There’s a reason some people are called professionals. The term implies they’re the best at what they do. Did you know the term can even apply to movers? Professional movers know how to pack for a move to prevent damage, along with figuring out the logistics for big and small moves.

Even if you can’t handle the transportation part of your move, you can take care of the packing. You may be able to save on your moving costs. This means you need packing tips for a small move.

After all, if you’re the one responsible for packing you have only yourself to blame if something is broken during transit.

How to Pack for a Move: Tips for Small Moves

Your small move may only include a few items but this doesn’t mean you want them rattling around in your car. You need to carefully pack your belongings but this isn’t as easy as it sounds. If you’re hiring professional movers, trust us when we say they expect your stuff to be packed up and ready to go. If it’s not, there’s a good chance the movers will cancel your appointment.

Now you’re stuck without movers and your stuff is still lying around. Thankfully, if you follow a few easy steps you can learn how to pack for a move like a professional mover.

Gather Your Packing Supplies

Yes, you’re going to need packing supplies and it’s often a list of essentials. Which type of supplies you need typically depends on what you’re packing. For example, if you’re packing up your ceramic dish set, a metal crate probably isn’t the best option. So, think about each item before you start gathering random packing supplies.

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Chances are you’re going to need some or all of the following:

  • Various size boxes: You can pack pretty much anything in a cardboard box. Clothing, dishes, albums, bathroom essentials, you get the idea. Just be conscious of the weight as you’re packing. Even the sturdiest box can only hold so much before breaking. You also want to be able to easily lift the box, especially if you’re handling every aspect of your small move. You can buy boxes from most moving companies. Local businesses like grocery stores often hand old product boxes away for free.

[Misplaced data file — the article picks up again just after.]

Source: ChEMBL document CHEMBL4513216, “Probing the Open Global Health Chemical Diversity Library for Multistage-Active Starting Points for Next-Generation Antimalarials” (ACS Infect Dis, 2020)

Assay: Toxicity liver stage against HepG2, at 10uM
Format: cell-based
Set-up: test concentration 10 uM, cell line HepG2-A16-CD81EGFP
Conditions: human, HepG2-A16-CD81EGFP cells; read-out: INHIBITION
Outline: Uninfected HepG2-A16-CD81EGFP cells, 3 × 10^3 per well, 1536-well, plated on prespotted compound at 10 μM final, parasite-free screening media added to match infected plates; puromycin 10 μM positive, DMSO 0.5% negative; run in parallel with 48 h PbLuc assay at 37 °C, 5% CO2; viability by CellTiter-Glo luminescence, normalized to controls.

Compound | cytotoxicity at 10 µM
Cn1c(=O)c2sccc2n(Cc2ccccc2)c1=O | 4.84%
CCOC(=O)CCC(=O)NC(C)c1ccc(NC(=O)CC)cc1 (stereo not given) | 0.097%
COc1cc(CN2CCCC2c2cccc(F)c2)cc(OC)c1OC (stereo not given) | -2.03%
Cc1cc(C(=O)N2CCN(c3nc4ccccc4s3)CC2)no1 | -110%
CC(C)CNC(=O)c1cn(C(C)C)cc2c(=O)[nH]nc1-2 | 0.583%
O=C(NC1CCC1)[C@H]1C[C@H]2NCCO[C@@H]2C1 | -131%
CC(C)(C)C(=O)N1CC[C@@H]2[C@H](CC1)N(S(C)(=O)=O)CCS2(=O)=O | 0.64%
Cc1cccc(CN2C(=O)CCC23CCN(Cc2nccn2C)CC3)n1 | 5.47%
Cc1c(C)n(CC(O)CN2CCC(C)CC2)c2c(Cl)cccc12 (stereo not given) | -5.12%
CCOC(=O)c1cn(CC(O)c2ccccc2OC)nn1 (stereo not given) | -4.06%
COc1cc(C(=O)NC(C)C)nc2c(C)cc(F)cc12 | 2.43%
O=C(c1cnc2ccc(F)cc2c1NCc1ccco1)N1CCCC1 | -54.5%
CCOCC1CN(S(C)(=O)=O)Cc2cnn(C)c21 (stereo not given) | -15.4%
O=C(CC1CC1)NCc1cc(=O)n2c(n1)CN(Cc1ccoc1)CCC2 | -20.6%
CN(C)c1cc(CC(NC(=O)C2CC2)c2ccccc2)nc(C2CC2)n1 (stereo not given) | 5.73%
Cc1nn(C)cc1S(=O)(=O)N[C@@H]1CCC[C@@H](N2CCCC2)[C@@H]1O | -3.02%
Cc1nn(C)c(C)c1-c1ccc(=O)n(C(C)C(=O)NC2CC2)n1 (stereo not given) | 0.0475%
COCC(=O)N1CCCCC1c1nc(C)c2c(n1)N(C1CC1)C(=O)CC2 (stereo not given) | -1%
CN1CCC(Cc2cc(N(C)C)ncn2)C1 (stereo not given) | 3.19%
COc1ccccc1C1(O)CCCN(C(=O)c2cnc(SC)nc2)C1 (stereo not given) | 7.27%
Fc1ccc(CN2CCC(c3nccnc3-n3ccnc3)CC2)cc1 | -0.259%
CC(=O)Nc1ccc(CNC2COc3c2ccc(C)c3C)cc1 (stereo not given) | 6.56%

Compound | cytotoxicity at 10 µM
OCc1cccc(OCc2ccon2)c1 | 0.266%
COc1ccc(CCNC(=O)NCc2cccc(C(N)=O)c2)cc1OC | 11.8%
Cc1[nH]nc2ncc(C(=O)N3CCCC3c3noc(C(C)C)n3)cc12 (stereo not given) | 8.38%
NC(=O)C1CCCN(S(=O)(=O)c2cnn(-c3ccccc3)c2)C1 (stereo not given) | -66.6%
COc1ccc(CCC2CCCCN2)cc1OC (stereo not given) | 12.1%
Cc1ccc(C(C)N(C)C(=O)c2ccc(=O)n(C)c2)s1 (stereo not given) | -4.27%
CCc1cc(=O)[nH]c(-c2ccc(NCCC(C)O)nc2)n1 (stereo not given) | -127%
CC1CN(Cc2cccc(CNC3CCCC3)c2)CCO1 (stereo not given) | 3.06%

• Tape stronger than scotch or masking tape: If you have a roll of duct tape lying around, it’ll work fine for sealing up boxes. Stay away from scotch and masking tape. While great for general household uses like taping paper to the refrigerator, neither is strong enough to use for packing. You’re going to need to purchase a roll of packing tape. Don’t worry, it’s an inexpensive purchase. You can find packing tape at the moving service and in most hardware stores.
  • Plastic bags: You know the plastic bags that typically hold your groceries and you’re never sure how to reuse them? Now, you have a use. Plastic bags are great for holding items like silverware. You can also use the bags to pack open bottles of shampoo and conditioner. If the bottle accidentally pops open during the move, the plastic bag prevents the contents from getting all over other items. You can even use plastic bags for any non-perishable food you’re bringing along on the move.